Spontaneous perforation of the cystic duct in streptococcal toxic shock syndrome: A case report

Henrik Endeman*, David A. Ligtenstein, Heleen M. Oudemans-van Straaten

*Corresponding author for this work

Research output: Contribution to journalArticleAcademicpeer-review


Introduction: Streptococcal toxic shock syndrome is a complication of group A streptococcal infection, most often originating from the skin. The syndrome is characterized by fever, hypotension and multiple organ failure. Mortality rate may be as high as 80%. Case presentation: A 25-year-old man of Indian origin presented with abdominal complaints, rash and fever after an episode of pharyngitis. The patient was operated and a biliary peritonitis was found caused by perforation of the cystic duct in the absence of calculi. Cholecystectomy was performed, but after the operation, the patient's condition worsened and multi-organ failure developed. Group A streptococci were cultured in blood taken at admission and streptococcal toxic shock syndrome was diagnosed. Treatment consisted of antibiotics, corticosteroids, immunoglobulin and supportive treatment for haemodynamic, respiratory and renal failure. Conclusion: This is a patient with streptococcal toxic shock syndrome complicated by spontaneous perforation of the cystic duct. Spontaneous perforation of the cystic duct is a rare finding, most often reported in children and secondary to anatomic defects. We found only one similar adult case in the literature. Perforation may be due to microthrombosis and ischaemia, and so be a part of the multi-organ failure often found in streptococcal toxic shock syndrome.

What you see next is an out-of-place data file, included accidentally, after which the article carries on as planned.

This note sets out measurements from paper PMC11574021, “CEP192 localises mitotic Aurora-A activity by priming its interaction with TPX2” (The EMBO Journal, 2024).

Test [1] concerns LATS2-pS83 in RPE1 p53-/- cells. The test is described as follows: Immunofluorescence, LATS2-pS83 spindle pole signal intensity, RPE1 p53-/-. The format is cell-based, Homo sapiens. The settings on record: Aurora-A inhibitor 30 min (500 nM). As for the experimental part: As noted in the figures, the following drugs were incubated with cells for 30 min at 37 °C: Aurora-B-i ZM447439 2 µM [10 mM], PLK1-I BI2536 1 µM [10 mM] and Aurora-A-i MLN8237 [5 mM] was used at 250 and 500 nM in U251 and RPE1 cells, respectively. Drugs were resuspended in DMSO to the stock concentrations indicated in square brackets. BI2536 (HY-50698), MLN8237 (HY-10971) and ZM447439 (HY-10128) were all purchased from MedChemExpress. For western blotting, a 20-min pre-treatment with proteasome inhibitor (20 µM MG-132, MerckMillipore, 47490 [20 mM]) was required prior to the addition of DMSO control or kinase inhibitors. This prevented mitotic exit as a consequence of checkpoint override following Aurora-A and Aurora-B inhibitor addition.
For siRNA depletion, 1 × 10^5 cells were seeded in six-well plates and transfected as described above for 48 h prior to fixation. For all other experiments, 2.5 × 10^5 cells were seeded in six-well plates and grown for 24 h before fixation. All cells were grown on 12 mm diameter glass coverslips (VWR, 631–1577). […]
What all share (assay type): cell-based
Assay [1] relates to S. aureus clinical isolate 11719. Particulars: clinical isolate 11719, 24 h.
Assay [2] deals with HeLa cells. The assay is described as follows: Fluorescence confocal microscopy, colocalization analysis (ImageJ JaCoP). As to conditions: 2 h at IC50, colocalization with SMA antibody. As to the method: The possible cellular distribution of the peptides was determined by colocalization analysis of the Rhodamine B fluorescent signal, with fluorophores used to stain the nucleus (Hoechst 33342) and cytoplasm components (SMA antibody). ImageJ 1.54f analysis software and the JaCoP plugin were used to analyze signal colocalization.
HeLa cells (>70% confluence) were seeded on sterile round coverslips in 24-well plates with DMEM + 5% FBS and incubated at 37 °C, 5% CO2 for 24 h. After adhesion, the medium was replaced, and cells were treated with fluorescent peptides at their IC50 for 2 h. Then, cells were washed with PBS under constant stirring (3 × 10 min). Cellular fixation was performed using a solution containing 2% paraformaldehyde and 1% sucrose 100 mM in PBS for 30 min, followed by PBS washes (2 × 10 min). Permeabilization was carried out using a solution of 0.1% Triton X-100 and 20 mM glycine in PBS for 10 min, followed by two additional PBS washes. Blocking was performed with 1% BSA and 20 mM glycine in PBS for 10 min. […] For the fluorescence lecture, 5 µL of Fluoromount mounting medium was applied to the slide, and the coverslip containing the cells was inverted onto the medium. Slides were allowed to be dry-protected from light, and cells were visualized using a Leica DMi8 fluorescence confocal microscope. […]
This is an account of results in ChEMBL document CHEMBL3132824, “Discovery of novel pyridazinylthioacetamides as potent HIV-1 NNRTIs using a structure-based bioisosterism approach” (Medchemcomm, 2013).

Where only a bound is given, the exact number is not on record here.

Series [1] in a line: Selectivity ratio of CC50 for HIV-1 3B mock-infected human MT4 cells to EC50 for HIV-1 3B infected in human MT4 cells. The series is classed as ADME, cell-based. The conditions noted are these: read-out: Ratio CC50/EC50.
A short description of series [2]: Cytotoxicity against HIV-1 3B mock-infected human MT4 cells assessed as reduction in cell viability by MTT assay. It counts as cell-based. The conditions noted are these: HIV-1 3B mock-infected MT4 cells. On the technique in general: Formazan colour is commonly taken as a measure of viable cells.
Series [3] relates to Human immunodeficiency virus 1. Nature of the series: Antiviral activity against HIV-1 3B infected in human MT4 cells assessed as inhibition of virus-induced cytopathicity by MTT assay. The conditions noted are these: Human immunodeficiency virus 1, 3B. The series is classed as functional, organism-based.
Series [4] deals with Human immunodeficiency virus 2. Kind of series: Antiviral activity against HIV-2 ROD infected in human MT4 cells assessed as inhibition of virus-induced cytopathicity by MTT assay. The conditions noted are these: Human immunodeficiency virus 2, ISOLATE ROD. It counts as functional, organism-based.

Original languageEnglish
Article number338
JournalJournal of medical case reports
Publication statusPublished - 29 Oct 2008

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